For the past year-and-a-half I have been house-hunting – and, yes, it’s been horrendous. Everything is still way too expensive and way too small, but the thing I have found most depressing has been the utter blandness of other people’s tepid interiors. Trudging wearily from one boringly stripped down ‘space’ to the next my senses have been numbed-down by an ocean of muddy greige, identikit kitchen islands and poncey Poggenpohl appliances.
So imagine my delight when I recently happened upon a perfectly preserved Earl’s Court gem; an untouched time-capsule from 1971, complete with yellow and brown shag-pile, mad orange wallpaper, barmy bathroom tiles and a kitchen so full of clockwork dials and clunky levers it resembled Doctor Frankenstein’s lab. The owners, now in their 70s, had doggedly refused to bow to the insipidity of our whitewashed times. ‘In need of modernisation?’ Sod that. These brave throwbacks from a more colourful, psychedelic age were still happily using the original dumb waiter for heaven’s sake. The sheer, unabashed exuberance of it all felt intoxicating and a world away from all those soulless Farrow and Ball show-homes clogging up estate agents’ windows.
So what has happened to interior design in the intervening years? Why did we lose our sense of individuality and our fondness for fun? Why have we become so timid in our choice of paint colour and kitchen cabinetry? And what does all this polite uniformity tell us about our sense of self? OK, I admit it; I succumbed to the think-of-the-resale-value mindset years ago, stripping my flat of all extraneous matter. Like so many city dwellers, I choose to live in a sterile, off-white box; sans colour, sans patterns, sans everything. My walls remain self-consciously bare despite an abundance of decent watercolours languishing in an upstairs cupboard. Once cherished heirlooms sit unloved in darkened drawers; anything remotely kitsch has been banished to the shelves of my local charity shop, although I doubt anyone will be rushing to buy my fluorescent yellow scatter cushions and chipped china knick-knacks any time soon.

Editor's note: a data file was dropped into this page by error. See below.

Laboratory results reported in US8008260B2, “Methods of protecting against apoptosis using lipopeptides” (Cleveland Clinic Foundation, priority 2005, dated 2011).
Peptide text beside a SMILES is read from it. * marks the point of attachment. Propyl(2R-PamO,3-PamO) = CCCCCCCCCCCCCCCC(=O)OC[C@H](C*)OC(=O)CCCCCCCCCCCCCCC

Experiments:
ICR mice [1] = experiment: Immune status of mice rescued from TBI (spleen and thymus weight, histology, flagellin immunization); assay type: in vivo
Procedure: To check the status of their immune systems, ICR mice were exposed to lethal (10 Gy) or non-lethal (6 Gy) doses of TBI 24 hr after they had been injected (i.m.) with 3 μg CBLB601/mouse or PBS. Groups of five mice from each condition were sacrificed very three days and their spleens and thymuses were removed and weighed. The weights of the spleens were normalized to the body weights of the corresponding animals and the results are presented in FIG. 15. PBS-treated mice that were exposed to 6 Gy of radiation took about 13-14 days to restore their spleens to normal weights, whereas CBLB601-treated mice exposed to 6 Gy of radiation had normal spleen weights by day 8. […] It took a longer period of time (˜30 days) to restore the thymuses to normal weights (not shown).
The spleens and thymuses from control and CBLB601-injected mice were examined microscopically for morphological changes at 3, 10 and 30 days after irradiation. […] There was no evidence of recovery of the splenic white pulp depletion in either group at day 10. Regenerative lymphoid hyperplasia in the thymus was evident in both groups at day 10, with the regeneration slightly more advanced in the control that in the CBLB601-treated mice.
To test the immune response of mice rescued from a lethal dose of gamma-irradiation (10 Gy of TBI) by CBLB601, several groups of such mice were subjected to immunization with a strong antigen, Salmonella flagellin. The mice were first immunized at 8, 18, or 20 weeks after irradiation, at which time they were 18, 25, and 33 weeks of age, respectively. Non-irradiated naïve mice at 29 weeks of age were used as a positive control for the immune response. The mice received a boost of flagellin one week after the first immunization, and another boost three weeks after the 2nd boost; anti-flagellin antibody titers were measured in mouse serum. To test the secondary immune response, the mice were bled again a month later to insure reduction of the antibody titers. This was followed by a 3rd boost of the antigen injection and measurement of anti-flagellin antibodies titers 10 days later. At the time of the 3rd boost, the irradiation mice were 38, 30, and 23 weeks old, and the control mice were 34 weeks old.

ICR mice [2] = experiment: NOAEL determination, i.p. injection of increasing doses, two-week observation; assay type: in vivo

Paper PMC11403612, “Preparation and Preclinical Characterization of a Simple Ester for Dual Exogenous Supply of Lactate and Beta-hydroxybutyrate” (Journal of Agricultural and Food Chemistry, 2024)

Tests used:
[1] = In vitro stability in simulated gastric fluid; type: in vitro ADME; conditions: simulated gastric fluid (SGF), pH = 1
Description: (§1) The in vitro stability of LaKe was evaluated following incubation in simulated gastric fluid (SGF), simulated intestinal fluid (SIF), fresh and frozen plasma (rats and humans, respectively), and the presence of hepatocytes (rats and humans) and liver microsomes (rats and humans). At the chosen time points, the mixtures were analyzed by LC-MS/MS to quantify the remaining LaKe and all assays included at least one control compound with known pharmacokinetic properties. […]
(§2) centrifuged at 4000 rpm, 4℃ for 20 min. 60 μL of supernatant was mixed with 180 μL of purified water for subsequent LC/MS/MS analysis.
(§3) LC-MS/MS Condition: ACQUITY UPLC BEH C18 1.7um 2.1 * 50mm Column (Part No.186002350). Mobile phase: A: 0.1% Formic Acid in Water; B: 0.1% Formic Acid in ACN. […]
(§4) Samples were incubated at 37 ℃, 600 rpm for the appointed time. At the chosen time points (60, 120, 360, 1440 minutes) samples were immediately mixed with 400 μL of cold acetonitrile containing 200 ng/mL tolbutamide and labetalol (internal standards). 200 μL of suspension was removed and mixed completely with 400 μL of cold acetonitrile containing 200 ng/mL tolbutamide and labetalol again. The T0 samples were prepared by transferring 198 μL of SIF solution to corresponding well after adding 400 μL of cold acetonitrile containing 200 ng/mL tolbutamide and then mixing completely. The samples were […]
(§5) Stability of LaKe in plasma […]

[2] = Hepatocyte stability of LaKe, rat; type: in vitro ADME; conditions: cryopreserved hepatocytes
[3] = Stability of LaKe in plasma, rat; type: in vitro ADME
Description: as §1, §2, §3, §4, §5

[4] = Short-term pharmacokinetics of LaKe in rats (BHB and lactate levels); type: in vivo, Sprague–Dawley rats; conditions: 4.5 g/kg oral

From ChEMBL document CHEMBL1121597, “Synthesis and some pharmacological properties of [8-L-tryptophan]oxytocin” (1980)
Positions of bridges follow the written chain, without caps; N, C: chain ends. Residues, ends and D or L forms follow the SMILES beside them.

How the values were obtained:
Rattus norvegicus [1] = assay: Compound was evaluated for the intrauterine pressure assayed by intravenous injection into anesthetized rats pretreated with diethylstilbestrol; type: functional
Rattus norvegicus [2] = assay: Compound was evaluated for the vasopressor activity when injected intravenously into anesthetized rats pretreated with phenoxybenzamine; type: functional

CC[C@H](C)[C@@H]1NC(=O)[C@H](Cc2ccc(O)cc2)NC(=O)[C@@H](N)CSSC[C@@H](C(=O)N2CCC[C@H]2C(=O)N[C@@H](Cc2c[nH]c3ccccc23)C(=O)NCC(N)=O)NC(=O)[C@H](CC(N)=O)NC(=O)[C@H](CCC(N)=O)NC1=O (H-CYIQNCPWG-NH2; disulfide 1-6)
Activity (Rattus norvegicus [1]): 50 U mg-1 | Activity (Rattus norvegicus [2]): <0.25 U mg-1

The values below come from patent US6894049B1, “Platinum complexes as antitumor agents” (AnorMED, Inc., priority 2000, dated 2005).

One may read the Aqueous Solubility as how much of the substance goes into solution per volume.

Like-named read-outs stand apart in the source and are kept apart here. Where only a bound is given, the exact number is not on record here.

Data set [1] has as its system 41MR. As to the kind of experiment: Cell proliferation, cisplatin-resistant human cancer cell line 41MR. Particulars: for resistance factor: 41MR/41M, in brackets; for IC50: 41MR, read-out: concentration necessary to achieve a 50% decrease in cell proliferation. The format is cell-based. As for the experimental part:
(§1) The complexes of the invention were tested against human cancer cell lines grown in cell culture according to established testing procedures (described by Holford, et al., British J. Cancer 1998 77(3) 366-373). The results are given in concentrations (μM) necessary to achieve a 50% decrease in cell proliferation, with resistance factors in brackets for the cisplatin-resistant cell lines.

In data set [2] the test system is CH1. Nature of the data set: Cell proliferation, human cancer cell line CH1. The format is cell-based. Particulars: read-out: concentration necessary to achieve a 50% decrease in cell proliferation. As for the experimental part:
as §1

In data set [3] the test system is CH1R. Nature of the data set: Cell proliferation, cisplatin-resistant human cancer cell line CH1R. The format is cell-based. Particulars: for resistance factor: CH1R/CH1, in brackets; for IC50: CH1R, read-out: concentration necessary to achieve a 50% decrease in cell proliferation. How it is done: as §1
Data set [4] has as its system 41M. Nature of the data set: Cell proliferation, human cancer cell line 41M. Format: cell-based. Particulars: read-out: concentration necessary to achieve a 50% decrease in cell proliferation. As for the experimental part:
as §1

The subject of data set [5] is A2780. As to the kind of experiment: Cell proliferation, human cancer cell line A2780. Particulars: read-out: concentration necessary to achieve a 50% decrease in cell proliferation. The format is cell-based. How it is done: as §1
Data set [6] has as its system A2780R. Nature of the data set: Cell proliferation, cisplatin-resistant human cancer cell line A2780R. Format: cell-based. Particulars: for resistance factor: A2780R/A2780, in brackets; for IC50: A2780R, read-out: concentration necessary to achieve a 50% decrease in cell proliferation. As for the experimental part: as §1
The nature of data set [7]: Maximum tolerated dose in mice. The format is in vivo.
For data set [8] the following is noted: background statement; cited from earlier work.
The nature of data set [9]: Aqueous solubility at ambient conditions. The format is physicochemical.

This bandification of property interiors is largely the fault of estate agents who, for about the last 20 years, have managed to convince nervous homeowners to forgo flair and pizzazz in favour of beige uniformity. With property now our primary asset, we consider future resale value more important than risky design choices. Painting your kitchen lime green may make you happy but it doesn’t make long-term financial sense. Those wide-boys in acrylic suits have succeeded in turning us from a nation of freethinking home-lovers to a nation of paranoid asset managers.
Unique properties filled with potential are having the life sucked out of them in the hope that some boring investor from the future won’t be too offended by our choice of curtain fabric. It’s pathetic and short-sighted. Somewhere down the line we became slaves to Fired Earth’s colourless colour charts. We’ve been duped into thinking that all bathroom tiles have to resemble those of a butcher’s shop and that floors absolutely have to be made of stripped oak. Sofas? L-shaped and charcoal grey of course. Kitchen islands meanwhile are no longer seen as an expensive folly but a vital selling point. For the past 20 years we have been out-greiging each other to the point where pattern and colour are seen as kitsch or ironic and all those little objects that used to reflect who we were; the faded watercolours and dog-eared paperbacks; the coffee-cup-stained side tables and china curios, have been laughingly dismissed as unsightly clutter.
But isn’t half the fun of owning your own home, owning your own taste? The joy of experimentation; of letting rip in the hope that you might come up with something uniquely wonderful; a space designed for you, not some random estate agent’s photographer. Instead, we drive ourselves half-mad trying to decide between micro gradations of grey, agonising over whether an Elephant’s Breath wall will match a Slipper Satin skirting board. Is there anything more reeking of middle-class dullery and one-upmanship than those horribly whimsical sub-Jane Austen paint names – the Wevets and the Wimbornes; the Cornforths and the Ammonites. One can almost feel the anxious waft of Mrs Bennett’s crinoline as she desperately tries to impress the new neighbours. What happened to flamingo pink and lemon yellow? I loathe the way everything has to be neutral, contemporary and understated. Which is why I’ve decided to make an offer on that decidedly old-school, gloriously overstated 1970s time-piece.